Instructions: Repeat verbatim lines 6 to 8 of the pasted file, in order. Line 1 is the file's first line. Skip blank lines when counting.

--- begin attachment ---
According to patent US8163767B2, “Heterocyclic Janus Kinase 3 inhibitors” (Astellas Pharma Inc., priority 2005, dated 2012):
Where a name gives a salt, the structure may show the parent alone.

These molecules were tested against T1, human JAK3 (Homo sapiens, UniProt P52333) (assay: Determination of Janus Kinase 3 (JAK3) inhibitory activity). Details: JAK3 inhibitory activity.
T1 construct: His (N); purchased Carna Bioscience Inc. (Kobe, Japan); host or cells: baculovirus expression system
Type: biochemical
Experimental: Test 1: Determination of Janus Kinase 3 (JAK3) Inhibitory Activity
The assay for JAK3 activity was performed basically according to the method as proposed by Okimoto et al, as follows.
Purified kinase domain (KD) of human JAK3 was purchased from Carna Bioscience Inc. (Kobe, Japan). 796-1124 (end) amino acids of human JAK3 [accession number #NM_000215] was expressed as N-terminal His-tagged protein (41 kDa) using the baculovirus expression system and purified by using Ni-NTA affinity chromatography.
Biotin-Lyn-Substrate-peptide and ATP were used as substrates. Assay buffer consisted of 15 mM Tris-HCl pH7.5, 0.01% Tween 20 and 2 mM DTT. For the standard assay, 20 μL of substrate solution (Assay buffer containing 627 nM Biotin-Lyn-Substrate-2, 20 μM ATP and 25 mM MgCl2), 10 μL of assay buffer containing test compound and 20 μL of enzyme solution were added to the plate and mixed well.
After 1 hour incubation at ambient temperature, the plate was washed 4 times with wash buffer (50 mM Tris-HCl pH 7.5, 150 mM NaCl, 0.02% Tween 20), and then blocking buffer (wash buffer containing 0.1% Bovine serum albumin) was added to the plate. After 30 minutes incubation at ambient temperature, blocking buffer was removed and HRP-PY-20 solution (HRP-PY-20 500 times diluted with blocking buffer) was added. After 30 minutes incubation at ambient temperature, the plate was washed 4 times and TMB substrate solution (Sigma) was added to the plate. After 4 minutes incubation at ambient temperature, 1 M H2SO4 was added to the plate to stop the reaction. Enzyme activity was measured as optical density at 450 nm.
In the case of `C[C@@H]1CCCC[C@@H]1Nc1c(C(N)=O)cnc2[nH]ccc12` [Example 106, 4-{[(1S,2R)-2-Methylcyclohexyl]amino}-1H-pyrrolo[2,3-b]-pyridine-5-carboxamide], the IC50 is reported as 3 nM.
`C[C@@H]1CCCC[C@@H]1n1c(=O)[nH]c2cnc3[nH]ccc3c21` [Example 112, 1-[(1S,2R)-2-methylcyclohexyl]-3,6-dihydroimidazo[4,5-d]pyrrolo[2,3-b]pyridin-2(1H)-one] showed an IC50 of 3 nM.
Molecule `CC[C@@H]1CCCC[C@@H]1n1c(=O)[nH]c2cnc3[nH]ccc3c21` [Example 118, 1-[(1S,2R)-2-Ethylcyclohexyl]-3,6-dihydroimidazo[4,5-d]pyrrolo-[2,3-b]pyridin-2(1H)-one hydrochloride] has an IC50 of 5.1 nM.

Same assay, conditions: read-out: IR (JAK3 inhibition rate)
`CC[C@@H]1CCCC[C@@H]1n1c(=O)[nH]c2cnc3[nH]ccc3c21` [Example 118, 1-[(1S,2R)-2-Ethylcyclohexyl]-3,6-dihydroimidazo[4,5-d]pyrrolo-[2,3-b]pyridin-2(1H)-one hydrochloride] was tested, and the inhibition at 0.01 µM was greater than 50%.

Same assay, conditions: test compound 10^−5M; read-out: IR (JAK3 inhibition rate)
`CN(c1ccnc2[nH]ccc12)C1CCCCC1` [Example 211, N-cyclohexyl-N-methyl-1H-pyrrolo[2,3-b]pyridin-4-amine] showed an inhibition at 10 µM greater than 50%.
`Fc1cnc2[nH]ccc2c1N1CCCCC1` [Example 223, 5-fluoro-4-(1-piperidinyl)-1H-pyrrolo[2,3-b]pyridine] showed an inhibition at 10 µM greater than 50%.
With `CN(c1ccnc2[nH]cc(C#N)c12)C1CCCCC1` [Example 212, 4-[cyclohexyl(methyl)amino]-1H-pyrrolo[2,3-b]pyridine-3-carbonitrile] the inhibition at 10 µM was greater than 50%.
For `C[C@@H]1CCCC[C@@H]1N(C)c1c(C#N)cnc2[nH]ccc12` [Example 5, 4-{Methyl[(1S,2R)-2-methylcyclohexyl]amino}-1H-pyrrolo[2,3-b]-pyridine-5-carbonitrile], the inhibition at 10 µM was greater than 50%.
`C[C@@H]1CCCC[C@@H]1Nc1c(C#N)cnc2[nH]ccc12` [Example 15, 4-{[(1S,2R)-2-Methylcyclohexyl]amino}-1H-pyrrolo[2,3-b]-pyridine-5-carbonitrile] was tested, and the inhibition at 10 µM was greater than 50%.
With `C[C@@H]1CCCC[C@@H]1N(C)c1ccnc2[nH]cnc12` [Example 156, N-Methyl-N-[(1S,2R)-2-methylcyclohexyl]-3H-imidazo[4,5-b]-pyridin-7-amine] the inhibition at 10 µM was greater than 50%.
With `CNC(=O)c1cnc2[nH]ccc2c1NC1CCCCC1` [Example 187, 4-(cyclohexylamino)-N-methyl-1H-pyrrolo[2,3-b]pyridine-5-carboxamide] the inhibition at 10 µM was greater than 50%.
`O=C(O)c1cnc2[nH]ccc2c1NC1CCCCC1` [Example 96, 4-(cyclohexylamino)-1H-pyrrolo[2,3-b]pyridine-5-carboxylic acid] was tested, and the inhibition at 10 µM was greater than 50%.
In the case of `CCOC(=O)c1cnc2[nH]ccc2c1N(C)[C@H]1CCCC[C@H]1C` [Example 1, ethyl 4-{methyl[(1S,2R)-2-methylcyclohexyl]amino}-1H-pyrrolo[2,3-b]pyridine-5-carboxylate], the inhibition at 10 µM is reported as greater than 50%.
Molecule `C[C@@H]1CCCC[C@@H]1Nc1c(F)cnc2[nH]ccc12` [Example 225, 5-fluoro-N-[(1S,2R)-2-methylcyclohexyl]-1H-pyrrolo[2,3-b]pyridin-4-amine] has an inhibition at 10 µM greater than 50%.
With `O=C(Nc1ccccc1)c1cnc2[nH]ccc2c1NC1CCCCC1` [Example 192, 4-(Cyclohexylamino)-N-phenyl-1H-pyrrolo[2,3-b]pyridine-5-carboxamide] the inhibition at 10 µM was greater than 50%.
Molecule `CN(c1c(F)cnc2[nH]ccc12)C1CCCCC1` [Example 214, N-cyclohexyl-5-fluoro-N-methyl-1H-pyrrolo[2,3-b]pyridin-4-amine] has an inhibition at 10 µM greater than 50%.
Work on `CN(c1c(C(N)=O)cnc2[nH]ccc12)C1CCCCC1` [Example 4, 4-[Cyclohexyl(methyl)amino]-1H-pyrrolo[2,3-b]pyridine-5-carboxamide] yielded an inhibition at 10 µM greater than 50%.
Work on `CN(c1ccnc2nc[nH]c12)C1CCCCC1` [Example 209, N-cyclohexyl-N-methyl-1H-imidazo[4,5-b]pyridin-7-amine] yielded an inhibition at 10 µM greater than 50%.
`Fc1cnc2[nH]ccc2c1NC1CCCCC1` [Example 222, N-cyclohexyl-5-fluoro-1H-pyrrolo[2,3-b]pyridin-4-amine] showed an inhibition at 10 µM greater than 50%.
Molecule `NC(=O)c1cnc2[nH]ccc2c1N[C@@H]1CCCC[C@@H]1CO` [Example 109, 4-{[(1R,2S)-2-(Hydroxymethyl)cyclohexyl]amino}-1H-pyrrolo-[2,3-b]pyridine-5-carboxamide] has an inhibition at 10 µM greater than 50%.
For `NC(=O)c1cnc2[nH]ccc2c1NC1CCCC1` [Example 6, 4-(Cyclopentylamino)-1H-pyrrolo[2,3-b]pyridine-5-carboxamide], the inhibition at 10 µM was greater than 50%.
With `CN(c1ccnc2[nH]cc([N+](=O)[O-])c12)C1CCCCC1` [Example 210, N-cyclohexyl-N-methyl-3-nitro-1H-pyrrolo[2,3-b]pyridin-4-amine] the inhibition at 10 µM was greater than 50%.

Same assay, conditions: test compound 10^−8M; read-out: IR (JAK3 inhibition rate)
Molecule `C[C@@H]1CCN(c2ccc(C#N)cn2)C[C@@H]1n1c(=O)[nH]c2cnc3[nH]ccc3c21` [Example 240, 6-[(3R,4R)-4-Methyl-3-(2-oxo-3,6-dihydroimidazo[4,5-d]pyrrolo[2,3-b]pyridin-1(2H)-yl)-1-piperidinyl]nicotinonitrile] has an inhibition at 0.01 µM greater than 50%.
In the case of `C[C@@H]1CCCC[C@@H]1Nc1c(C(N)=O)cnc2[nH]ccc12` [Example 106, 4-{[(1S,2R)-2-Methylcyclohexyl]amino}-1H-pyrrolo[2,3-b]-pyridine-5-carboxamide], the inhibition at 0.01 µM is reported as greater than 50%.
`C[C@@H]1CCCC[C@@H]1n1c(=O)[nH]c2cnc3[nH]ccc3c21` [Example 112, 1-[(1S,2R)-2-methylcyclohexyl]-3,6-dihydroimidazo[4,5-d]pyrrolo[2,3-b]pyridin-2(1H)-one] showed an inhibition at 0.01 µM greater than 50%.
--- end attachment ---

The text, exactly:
Experimental: Test 1: Determination of Janus Kinase 3 (JAK3) Inhibitory Activity
The assay for JAK3 activity was performed basically according to the method as proposed by Okimoto et al, as follows.
Purified kinase domain (KD) of human JAK3 was purchased from Carna Bioscience Inc. (Kobe, Japan). 796-1124 (end) amino acids of human JAK3 [accession number #NM_000215] was expressed as N-terminal His-tagged protein (41 kDa) using the baculovirus expression system and purified by using Ni-NTA affinity chromatography.